For practical purposes, the most important limit is to go above the acoustic threshold, i.e. the frequency should be more than 20 kHz. Above that it is a matter of mechanical vibrations caused by torque jitter.
Electrically the torque jitter is determined by the motor coil characteristics, most importantly the coil inductance, operating voltage and operating current.
For example, for a small brushless motor the coil inductance could be 100 µH, operating voltage 10 volts and operating current 1 ampere. If the PWM frequency is 20 kHz, the low and high duration is around 25 µs. During this time, the coil current will change by 25 µs * 10 V / 100 µH = 2.5 A. The magnetic field follows the current, which causes the torque to jitter by +- 125%. If the PWM frequency could be raised to 100 kHz, current would change only by 0.25 A and the torque jitter would be +- 25%. Larger motors usually have more inductance, permitting lower PWM frequency.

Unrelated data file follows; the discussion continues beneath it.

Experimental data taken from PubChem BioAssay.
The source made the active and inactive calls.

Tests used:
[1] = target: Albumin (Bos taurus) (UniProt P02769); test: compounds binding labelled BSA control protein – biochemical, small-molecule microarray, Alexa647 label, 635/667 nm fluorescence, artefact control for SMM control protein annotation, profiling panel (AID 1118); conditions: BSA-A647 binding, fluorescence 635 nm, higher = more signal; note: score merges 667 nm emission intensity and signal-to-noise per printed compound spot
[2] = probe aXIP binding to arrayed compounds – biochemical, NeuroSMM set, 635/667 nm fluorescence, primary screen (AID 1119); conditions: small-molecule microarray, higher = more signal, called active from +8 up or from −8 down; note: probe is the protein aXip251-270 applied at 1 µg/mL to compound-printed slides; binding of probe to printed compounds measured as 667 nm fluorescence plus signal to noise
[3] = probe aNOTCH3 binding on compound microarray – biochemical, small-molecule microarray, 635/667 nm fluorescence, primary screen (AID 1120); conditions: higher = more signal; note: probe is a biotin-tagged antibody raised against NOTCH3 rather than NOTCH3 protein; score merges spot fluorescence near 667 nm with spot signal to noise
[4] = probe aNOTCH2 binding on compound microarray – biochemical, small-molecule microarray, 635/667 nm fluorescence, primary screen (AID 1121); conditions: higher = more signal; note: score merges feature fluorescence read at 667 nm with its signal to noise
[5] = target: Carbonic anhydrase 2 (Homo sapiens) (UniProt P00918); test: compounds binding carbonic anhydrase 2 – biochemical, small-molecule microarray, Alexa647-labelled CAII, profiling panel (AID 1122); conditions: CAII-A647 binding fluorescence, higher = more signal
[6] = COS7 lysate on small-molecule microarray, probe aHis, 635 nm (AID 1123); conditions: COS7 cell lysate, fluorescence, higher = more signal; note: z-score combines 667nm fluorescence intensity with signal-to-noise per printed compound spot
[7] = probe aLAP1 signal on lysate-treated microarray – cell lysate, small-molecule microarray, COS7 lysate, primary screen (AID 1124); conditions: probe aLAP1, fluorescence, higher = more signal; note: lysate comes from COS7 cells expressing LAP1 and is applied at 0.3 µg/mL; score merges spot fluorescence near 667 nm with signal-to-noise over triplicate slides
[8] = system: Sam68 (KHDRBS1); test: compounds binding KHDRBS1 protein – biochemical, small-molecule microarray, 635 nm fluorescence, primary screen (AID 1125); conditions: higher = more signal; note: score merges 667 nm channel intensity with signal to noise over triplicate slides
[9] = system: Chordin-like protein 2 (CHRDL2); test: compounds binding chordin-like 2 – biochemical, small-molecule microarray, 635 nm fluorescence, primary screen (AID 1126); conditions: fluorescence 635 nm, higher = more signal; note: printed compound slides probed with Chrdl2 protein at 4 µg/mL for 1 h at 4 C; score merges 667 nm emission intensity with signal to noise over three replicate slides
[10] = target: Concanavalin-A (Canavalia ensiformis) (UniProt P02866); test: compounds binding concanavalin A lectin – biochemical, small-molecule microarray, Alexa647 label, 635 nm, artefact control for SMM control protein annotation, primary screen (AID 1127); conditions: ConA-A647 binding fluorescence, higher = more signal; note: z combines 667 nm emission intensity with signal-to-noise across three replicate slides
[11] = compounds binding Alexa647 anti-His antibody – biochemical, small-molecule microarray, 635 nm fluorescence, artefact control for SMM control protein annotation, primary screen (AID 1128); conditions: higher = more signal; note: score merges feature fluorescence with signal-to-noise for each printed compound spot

The velocity jitter is not as large, because the inertia of the motor will smooth it out. But the torque jitter directly causes vibrations in the surrounding structure, and the strength of the vibrations depend on mechanical properties of mass and elasticity.